06.19.2007 01:00 PM
Broadcast Australia kicks off new DVB-H trial

In an effort to review the various technology platforms available to launch a DVB-H network, Broadcast Australia has launched a trial of the standard at its Gore Hill transmission site in Sydney.

For the three-month trial, the broadcast transmission services provider has teamed up with Thomson Grass Valley, which is supplying a DVB-H headend, and Irdeto, which is lending an OSF-compliant digital security system to the effort. Broadcast Australia is providing the RF transmission infrastructure for the trial, which is being broadcast on UHF channel 29, as well as systems integration, multiplexing and network operations expertise. All three partners collaborated to integrate the system, which will be managed via Broadcast Australia's network operations center.

Broadcast Australia has conducted mobile TV trials in the past, but this will be the first time the company is working with an OSF-compliant digital access and content protection system — an alternative to the 18C-based platform it deployed for previous trials. In addition, the company is testing statistical multiplexing, a technique that allows more services to be distributed in any given bandwidth. It is also exploring the reception performance and functionality of the latest generation of mobile handsets.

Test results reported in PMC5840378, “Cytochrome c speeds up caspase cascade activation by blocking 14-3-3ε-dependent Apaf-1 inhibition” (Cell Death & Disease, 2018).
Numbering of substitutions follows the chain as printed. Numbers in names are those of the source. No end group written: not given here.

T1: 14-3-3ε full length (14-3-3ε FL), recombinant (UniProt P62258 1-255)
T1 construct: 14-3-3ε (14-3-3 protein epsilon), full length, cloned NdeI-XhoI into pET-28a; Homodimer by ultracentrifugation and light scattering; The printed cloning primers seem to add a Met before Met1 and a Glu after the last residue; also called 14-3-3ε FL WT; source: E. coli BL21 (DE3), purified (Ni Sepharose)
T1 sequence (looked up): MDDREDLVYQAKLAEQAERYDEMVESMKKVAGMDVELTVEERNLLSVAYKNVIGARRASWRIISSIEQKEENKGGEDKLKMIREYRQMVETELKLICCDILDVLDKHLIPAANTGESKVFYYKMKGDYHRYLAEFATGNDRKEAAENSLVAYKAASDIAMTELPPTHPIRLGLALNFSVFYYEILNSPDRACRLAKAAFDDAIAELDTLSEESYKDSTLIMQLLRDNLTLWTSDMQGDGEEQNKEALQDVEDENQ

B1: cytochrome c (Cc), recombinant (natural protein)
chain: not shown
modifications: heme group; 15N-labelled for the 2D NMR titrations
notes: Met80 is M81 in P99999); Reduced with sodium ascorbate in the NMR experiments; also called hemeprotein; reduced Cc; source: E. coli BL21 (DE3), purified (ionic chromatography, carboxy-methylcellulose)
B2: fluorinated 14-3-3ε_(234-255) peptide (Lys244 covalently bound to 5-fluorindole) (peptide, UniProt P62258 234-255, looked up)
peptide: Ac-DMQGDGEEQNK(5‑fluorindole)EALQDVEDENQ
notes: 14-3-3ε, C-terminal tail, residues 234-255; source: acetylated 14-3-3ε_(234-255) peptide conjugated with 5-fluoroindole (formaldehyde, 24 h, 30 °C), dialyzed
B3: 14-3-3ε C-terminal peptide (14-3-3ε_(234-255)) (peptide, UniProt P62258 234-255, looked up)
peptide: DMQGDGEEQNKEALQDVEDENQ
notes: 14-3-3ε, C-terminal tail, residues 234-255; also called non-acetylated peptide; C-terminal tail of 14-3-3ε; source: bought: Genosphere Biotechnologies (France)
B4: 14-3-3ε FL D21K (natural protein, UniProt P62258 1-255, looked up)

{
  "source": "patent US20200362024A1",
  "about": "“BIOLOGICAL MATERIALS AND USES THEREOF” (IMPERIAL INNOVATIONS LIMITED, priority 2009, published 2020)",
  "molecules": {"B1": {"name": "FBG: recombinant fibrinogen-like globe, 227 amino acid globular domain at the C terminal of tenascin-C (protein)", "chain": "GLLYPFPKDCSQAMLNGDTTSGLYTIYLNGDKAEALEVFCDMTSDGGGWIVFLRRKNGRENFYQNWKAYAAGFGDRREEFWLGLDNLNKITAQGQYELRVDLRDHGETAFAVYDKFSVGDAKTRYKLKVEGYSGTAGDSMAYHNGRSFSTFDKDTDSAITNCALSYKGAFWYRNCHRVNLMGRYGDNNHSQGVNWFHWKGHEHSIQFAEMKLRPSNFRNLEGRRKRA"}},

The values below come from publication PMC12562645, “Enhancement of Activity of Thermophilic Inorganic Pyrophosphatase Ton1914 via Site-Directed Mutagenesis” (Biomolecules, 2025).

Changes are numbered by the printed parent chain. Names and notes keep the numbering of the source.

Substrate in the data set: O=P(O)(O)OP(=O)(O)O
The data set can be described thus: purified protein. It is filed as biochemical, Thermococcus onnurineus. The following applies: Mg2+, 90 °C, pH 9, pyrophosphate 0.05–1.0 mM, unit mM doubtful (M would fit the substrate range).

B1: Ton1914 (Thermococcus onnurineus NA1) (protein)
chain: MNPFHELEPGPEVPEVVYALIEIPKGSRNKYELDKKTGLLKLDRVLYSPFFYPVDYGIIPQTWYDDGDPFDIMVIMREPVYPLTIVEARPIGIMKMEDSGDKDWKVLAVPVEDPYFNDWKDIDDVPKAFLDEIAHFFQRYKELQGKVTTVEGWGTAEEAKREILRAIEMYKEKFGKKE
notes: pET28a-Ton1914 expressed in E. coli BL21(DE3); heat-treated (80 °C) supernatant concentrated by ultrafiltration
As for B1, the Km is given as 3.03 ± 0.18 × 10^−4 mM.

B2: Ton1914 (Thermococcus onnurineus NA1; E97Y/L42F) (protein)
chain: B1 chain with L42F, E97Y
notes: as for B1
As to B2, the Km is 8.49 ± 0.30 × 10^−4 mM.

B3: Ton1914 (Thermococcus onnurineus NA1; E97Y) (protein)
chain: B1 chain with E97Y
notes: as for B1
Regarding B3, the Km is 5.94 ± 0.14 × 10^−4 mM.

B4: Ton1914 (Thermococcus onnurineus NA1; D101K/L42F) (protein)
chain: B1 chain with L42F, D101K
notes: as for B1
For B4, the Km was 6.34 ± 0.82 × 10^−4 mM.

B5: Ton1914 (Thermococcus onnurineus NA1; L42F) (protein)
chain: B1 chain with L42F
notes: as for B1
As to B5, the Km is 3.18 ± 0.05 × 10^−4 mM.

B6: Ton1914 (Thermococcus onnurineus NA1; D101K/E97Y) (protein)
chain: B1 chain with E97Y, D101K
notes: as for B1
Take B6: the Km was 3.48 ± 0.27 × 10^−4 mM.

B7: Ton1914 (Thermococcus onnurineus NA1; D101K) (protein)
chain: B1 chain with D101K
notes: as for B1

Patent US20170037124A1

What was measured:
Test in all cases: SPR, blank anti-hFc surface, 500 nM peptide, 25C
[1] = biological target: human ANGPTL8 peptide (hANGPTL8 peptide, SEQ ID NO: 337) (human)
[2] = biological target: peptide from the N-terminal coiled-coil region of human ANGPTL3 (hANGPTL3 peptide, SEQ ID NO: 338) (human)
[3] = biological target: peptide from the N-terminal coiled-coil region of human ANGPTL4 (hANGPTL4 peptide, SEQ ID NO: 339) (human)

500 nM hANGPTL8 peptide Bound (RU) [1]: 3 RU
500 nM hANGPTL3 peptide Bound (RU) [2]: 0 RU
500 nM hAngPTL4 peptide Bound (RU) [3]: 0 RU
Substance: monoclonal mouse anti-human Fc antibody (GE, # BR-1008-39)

Participants of the trial are using Samsung SGH-P930 handsets to access content from five mobile TV channels, including Australian public service channels ABC, ABC2 and SBS, as well as Turner Broadcasting's CNN and Boomerang.

The trial is expected to conclude on July 31.

For more information, visit www.broadcastaustralia.com.au.

Post New Comment
If you are already a member, or would like to receive email alerts as new comments are
made, please login or register.

Enter the code shown above:

(Note: If you cannot read the numbers in the above
image, reload the page to generate a new one.)

No Comments Found

Tuesday 03:07 PM
WMUR-TV Says FAA Drone Rules Preclude ENG
The FAA’s current rules and proposed ban on flight over people, requirement of visual line of sight and restriction on nighttime flying, effectively prohibit broadcasters from using UAS for newsgathering. ~ WMUR-TV General Manager Jeff Bartlett

Featured Articles
Exhibitions & Events
Discover TV Technology